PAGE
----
Only about 46 staffers at The Star-Ledger in Newark, N.J. have taken the current buyout offer, well below what the paper needs to cut the $10 million it is hoping to get via the volunteer job reductions.
Sources at the paper, the largest in New Jersey, say Publisher Richard Vezza is meeting with them this week to break the bad news.
He told them that the buyouts so far would only cut about $5 million, well below the $12 million to $14 million they had hoped to reduce and only half of the $10 million minimum needed to avoid layoffs.
Vezza also indicated that the paper's advertising revenue had dropped 25% in 2009 and 14% so far for 2010, with 7% to 10% expected in 2011. It is also expected the paper will lose $10 million this year and $17 million next year.
Unspecified salary reductions are set to take effect Dec. 1, along with a small increase in health insurance costs for employees that begins in 2011.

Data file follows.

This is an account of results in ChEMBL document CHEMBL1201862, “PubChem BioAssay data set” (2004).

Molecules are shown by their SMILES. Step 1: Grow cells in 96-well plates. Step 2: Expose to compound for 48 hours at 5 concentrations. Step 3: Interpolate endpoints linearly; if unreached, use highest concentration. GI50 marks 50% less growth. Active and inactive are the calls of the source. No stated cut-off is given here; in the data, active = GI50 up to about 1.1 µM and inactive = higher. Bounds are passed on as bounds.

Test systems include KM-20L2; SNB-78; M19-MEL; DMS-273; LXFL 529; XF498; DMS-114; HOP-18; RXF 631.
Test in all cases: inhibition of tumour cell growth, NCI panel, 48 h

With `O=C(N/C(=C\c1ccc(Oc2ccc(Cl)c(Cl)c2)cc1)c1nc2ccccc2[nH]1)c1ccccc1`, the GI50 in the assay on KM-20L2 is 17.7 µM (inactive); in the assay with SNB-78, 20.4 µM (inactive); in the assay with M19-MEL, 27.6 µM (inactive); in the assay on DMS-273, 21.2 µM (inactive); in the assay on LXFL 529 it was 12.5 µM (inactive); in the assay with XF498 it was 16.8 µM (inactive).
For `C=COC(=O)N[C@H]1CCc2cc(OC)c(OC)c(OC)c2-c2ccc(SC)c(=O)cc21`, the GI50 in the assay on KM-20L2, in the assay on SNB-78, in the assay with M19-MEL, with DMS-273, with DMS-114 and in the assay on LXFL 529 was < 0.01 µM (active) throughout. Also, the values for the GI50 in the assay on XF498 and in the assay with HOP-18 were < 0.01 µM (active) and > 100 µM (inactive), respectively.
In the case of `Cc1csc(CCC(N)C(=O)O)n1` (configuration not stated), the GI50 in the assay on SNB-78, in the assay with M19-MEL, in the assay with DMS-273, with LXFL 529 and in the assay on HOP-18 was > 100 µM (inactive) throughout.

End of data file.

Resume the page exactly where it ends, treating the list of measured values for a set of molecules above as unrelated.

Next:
"If not enough buyouts are taken, first-time ever layoffs will occur at The Star-Ledger during the first quarter of 2011," the source said. "Department heads have been told to meet with employees one-on-one beginning Thursday to discuss employees responsibilities should they stay or whether department heads think employees would be smart to take the buyout. There will be severance packages for those laid off, but it will not come close to current buyout plan money or health insurance." The source also said Vezza told staffers he expects The Star-Ledger to be around in 10 years as a newspaper, mobile app and internet presence.
"I am being straightforward with them letting them know what the story is," Vezza told me.
Employees have already had to take unpaid furloughs at different times during the past two years. The paper lost about one-third of its editorial staff during buyouts in 2008.